MR. MCCORMACK: She did.

QUESTION: What can you tell us about that meeting?

MR. MCCORMACK: Again, I wasn’t in on that one. And they had a fairly good discussion about a variety of different issues. They talked about our efforts in the Middle East. It was a good cordial meeting. She was talking to President Carter about what we were doing.

QUESTION: Compared to what he did?

MR. MCCORMACK: No. This isn’t a game of one-upsmanship.

Continue reading Rice is studying previous Mid-East peace efforts

A Just State

A comment (by Shlomo) posted on Tony Karon’s Rootless Cosmopolitan blog on 16 September, just after the Jewish New Year (Rosh Hashana – which fell on 12-13 September this year), made these observations about a major change in worldview or ethos since the early days surrounding the creation of the State of Israel (14 May 1948):

“When I was at Rosh Hashana services, the congregation said a prayer for Israel, as is customary. However, the prayer book was over fifty years old, so it was not what I was used to. The main focus [then] was on a just state and a “brotherhood of humanity” – in short, moral strength. This is very different from the modern version, which is predominantly a prayer for conquest, “shielding us from our enemies”, etc – in short, military strength. Both of these prayers were by and for religious Zionists. My, how times have changed”

The comment is made to this post on the Rootless Cosmopolitan blog.

 

Where are the Israeli-Palestinian peace negotiations?

The U.S. State Department has announced that “Secretary Rice will visit Jerusalem and Ramallah November 4-6 to continue her discussions with Israeli and Palestinian leaders to support their ongoing bilateral dialogue and the serious effort underway to draft a joint document that could lay the foundation for negotiations. [n.b., notice the qualifiers] The Secretary will follow up on her recent discussions with the parties on the need for progress on phase one commitments under the Roadmap both to improve conditions on the ground and to build confidence between the parties …

What, exactly, does that mean? That Israel must remove a few roadblocks in the West Bank, which it has promised to do for months (while reportedly putting into place a few more…)? And that the Palestinians must do what? Ensure (Israeli) security???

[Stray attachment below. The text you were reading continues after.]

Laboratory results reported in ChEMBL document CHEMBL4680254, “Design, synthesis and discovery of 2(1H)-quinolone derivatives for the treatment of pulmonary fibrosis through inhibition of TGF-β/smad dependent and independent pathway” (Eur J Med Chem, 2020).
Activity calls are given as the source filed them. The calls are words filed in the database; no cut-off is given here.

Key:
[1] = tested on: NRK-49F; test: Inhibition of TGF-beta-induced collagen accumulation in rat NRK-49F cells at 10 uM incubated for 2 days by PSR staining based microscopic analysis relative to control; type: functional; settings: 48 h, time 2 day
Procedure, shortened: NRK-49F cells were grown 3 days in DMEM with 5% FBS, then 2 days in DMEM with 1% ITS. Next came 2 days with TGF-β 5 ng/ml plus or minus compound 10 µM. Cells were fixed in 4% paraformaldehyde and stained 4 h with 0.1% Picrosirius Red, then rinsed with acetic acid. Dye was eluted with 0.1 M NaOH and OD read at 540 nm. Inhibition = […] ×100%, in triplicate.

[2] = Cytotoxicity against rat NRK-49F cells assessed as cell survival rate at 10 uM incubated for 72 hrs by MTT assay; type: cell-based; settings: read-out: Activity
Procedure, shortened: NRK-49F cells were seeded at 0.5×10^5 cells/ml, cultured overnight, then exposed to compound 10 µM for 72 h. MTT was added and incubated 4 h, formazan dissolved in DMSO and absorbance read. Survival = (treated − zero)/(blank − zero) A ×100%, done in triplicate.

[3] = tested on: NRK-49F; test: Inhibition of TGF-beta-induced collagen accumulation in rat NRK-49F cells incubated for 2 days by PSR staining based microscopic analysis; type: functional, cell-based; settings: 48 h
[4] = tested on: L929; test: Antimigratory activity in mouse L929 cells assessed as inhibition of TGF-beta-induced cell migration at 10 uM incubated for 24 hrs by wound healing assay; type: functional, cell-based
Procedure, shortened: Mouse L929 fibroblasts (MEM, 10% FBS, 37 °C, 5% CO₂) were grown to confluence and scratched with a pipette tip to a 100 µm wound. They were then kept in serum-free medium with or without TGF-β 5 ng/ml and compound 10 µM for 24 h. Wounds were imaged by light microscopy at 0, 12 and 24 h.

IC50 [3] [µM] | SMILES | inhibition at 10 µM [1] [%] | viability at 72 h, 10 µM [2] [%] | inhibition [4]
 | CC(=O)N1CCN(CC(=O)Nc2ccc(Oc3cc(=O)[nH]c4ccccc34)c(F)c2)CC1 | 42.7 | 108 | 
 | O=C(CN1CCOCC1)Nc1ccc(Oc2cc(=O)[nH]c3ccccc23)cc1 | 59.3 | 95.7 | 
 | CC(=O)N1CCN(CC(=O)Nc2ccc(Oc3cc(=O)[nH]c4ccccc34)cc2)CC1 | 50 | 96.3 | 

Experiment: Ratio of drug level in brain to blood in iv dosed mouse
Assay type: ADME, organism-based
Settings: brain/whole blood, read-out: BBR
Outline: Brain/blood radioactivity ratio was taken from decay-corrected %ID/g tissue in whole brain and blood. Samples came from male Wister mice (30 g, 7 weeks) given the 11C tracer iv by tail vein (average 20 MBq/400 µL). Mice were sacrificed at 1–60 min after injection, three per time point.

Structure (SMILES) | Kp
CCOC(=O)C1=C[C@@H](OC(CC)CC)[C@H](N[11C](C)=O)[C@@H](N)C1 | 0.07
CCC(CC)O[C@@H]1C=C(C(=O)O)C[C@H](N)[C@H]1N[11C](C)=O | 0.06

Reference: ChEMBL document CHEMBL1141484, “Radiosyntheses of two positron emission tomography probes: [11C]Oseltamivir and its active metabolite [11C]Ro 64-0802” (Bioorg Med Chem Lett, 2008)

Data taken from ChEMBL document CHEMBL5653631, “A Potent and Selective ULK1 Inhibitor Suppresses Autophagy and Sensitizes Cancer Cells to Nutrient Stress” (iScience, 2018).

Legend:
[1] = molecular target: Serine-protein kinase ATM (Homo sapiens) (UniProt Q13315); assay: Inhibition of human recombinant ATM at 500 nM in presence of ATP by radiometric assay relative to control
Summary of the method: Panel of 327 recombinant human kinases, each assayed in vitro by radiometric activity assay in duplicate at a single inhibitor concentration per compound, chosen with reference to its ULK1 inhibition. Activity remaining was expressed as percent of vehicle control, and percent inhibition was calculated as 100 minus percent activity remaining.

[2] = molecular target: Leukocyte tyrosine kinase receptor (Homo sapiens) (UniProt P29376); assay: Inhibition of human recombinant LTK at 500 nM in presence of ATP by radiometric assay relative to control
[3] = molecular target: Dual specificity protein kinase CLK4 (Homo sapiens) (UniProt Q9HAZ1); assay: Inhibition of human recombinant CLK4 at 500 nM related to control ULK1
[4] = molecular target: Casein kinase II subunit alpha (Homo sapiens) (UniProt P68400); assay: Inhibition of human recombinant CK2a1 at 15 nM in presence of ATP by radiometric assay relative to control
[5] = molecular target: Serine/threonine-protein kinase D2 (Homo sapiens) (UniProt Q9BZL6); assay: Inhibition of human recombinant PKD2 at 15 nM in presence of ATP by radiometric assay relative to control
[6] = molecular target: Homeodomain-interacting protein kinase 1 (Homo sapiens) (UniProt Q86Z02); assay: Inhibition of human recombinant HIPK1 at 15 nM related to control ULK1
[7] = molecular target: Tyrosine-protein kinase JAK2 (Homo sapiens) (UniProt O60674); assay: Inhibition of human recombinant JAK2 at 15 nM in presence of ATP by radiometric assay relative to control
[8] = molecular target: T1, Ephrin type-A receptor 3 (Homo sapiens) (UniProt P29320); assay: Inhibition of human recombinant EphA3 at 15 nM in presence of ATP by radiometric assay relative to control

Israeli officials say almost unanimously these days that Palestinian President Mahmoud Abbas (Abu Mazen) is too weak to deliver peace.

So, what do they want? A 100-year truce, many Israelis say, to see if the Palestinians are really serious about making peace. Hamas has proposed only a 10-year truce … but many Israelis appear utterly convinced that, after that, there would only be more attempts to ensure their destruction as a state as well as a nation.

Continue reading Where are the Israeli-Palestinian peace negotiations?

There is terror

… though it is not one-sided, but that will be elaborated in other posts, at other times.

Palestinian suicide bombings in Israel have been prevented in recent months, in fact in over a year. Qassam rockets are still being fired, still apparently mostly indiscriminately, by Palestinian militants from Gaza. Israelis going about their normal lives have been killed, as recently were some Israeli soldiers at a military training site near Gaza.

Condemnation and moral objections aside, these attacks are simply incomprehensible, even as expressions of objection and resistance to Israeli attacks on Palestinians in Gaza. [See “These Qassam attacks from Gaza are stupid and more” posted here.]

The most-read article in the Guardian newspaper’s website yesterday was: “Google Earth used to target Israel. Palestinian militants are using Google Earth to help plan their attacks on the Israeli military and other targets, the Guardian has learned”, which can be read in its entirety here.

While it has been assumed that the Palestinian militants were firing blindly — though perfecting their aim, as their technological prowess increased, with reports of the results of each strike — this report in the Guardian increases the psychological terror of the present situation, by suggesting that information freely available on the internet is helping to improve the planning of the attacks.

Continue reading There is terror

There is oppression

How to describe the present situation?
For the truth to be told, there is no getting around it: one important aspect is the present occupation — the Israeli occupation of Palestinian territory — and, whatever the expressed disclaimers, this has dragged oppression in its wake. Few Israelis deny it, when they speak about it — though most Israelis live their normal pleasant, loving, and sometimes stressful lives without dwelling too much on the subject.

Amira Hass, an Israeli journalist who has lived among and reported on the lives of Palestinians in the West Bank and in Gaza, reporting for Haaretz newspaper, wrote a few years back about the desire expressed by her Israeli compatriots that when they say they want “peace”, she believed what they really meant was “peace” as in “peace and quiet”.

Her recent reporting has taken on a more exhausted and impatient tone.
Continue reading There is oppression